C&R Bayonets

Discussion in 'Curio & Relic Discussion' started by TXnorton, Aug 15, 2010.

  1. TXnorton

    TXnorton New Member

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    Attached is a photo of the bayonets I have been collecting along with the WW1 and WW2 (and later) military rifles. From to to bottom are:

    1. Japanese Type 30 for the Arisaka TYpe 38 6.5mm rifle- authentic bayonet and scabbard, but unknown manufacture date (repro frog on the scabbard)

    2. 1944 German bayonet for the K98k - Russian capture during WW2

    3. Bowie type bayonet for the Enfield No-4 Mk1 - unknown history

    4. Spike bayonet for the Mosin Nagant 91/30 - unknown history

    5. 1943 bayonet for the M-1 Garand (10" blade) had been chromed for parade duty, repro scabbard

    6. Replica 1942 bayonet for the WW2 service 1903's or Garand's, 16" long blade

    7. Replica 1917 bayonet for the Eddystone M-1917, 17" long blade

    8. Used military surplus bayonet for the M-16 (fits well on my SP-1 AR)

    9. Russian surplus (but appears un-issued) bayonet for the Ak-47
     

    Attached Files:

  2. CA357

    CA357 New Member Supporter

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    That's a very nice collection Tx. :cool:
     

  3. M14sRock

    M14sRock Active Member

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    Nice blades Tx!

    I'll post a few pics one of these days.
     
  4. Cpt-Hotpants

    Cpt-Hotpants New Member

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    What does that K98 bayonet say on the blade?

    If it has a loop on it for going over the muzzle then its not for the k98. The Germans didn't put the loops on.
     
  5. M14sRock

    M14sRock Active Member

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    Looks like a standard Yugo for the 24/47.
     
  6. NitroxAZ

    NitroxAZ New Member

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    Very nice collection.
     
  7. Highpower

    Highpower New Member

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    Nice group of edged weapons there. :)

    FYI:
    Your Garand blade is a cut-down M1905 bayonet (second production period, 1942 and 1943) that was originally 16 inches long. Notice that the fuller (or "blood groove") runs all the way to the blade tip. Nothing wrong with that though - the military cut down a LOT of those bayonets.
     
  8. Cpt-Hotpants

    Cpt-Hotpants New Member

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    Thats what I was thinkin too.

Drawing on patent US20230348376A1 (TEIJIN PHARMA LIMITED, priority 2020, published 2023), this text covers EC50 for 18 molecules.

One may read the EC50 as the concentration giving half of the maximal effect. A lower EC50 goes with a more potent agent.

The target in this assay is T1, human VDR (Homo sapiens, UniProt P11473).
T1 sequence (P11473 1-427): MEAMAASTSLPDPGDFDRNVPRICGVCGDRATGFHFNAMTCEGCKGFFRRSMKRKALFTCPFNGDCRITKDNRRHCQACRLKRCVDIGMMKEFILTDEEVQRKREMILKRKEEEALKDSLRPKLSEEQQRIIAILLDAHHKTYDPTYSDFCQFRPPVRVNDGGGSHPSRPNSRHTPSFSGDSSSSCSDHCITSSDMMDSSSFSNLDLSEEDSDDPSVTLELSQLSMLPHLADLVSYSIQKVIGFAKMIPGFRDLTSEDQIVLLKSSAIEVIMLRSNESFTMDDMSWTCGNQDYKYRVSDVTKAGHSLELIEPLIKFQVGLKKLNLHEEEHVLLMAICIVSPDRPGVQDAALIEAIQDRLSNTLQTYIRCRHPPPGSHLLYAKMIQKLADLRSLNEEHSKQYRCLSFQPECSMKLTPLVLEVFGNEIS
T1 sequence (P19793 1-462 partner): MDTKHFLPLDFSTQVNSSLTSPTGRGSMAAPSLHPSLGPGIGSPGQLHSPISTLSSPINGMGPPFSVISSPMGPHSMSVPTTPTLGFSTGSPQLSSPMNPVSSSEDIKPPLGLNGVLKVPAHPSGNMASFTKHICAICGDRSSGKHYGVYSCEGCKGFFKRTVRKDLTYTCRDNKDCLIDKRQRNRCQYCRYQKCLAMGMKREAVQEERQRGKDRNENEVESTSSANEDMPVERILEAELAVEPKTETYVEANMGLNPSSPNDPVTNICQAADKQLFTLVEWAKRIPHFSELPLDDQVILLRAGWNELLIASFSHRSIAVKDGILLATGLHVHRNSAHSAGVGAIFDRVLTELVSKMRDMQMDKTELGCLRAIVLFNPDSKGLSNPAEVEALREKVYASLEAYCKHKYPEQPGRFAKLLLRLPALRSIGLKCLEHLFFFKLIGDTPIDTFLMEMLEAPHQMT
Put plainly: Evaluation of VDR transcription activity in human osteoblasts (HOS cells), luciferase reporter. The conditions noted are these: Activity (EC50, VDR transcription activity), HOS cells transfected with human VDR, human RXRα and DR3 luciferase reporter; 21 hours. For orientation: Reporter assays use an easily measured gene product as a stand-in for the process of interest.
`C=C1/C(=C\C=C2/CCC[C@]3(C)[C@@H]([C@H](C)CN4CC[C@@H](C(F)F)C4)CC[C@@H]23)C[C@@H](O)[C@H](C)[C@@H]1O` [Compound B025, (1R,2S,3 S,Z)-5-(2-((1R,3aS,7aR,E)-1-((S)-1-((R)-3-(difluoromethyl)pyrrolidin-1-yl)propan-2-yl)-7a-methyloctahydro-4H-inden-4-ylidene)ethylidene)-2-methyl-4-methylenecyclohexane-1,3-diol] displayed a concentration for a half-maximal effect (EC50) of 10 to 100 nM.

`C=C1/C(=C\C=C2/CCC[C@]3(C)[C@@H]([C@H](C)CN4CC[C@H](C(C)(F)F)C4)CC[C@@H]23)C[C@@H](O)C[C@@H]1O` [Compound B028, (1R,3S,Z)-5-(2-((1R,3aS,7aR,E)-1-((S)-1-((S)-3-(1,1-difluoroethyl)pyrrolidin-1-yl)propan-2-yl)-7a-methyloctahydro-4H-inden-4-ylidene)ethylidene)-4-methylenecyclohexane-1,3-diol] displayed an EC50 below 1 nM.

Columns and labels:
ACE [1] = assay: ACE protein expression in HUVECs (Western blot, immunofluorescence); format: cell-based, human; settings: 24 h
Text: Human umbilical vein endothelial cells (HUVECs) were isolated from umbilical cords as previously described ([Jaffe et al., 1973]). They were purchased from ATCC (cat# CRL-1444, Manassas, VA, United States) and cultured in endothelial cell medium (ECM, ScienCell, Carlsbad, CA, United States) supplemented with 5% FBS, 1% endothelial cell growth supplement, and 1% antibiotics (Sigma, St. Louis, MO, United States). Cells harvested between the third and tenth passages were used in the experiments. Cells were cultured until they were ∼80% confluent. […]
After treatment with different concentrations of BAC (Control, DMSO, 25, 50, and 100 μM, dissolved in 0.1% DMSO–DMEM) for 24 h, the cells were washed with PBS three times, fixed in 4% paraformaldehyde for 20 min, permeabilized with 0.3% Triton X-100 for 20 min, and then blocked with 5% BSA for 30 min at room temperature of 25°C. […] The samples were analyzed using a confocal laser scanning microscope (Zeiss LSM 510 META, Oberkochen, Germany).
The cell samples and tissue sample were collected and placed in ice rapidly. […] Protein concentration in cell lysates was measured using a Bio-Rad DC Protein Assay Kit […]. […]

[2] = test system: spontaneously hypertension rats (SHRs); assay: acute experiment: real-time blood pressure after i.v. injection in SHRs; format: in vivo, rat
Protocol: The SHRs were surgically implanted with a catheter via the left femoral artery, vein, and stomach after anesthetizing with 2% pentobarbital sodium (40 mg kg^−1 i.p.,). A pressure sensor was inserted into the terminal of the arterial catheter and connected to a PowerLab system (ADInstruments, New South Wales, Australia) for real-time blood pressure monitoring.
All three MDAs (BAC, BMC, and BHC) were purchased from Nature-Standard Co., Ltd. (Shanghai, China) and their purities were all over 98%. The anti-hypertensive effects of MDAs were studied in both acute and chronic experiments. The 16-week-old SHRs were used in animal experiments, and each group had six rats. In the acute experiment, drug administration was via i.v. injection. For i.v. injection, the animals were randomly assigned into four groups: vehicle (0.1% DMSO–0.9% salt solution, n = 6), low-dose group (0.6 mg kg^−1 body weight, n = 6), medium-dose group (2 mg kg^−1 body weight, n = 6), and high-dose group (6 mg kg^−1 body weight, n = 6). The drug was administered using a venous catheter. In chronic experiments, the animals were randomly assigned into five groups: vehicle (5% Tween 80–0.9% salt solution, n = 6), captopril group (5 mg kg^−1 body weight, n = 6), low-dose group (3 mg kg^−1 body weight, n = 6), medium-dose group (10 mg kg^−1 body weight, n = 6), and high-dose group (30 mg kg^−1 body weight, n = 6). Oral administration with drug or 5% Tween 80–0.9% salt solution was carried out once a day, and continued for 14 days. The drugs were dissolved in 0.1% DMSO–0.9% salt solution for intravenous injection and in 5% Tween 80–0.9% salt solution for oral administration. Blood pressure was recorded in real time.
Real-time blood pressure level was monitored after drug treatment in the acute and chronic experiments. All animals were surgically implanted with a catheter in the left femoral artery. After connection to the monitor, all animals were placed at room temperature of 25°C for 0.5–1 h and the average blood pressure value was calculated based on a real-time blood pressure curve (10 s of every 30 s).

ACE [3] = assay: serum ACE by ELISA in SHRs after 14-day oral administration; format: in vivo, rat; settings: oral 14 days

Sometimes people think that preduze 44 (or whatever that is on the side) stands for produced in 44' but its actually a factory in the former Yugoslavia.

    Nice bayonet collection though.
     
  9. TXnorton

    TXnorton New Member

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    Well, the stamping on the blade at the hilt says "OPENYSERE" and then a "44".

    It sure fits the K98k, but I googled "K98k bayonet" and found a web site that confirms what you have stated, no loop! Live and learn.
     

    Attached Files:

  10. marysdad

    marysdad Member

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    Nice grouping!

    No. 3 is a Yugoslavian M1948 bayonet. It was made for use with the bewildering variety of Mauser 98 type rifles that Yugoslavia had on hand after World War II (including many ex-German Kar 98k's). The Cyrillic marking (ПРЕДУЗЕЋЕ), was used until 1953, when they switched to the Latin marking (PREDUZECE). In English, it means "factory" or "enterprise." Factory 44 was the Kragujevac plant. The belt frog is the correct Yugoslavian frog.

    No. 9 is a Romanian AKM Type I bayonet, a clone of the Russian bayonet. Only Romania used the wraparound leather belt frog. All of the other Warsaw Pact countries used the clip-on belt loop. If you look under the insulator, the Romanian scabbard still has the wire hook for the clip-on belt loop. Romanian bayonets are occasionally encountered with Romanian-made clip-on belt loops, but not many.
     
  11. TXnorton

    TXnorton New Member

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    marysdad:

    Thank you for the info. You do seem to know your bayonets. I have book-marked the website and will spend some time there to get a bit smarter about the bayonets.

    I am disapointed that the k98 bayonet is really a Yugo. Oh well!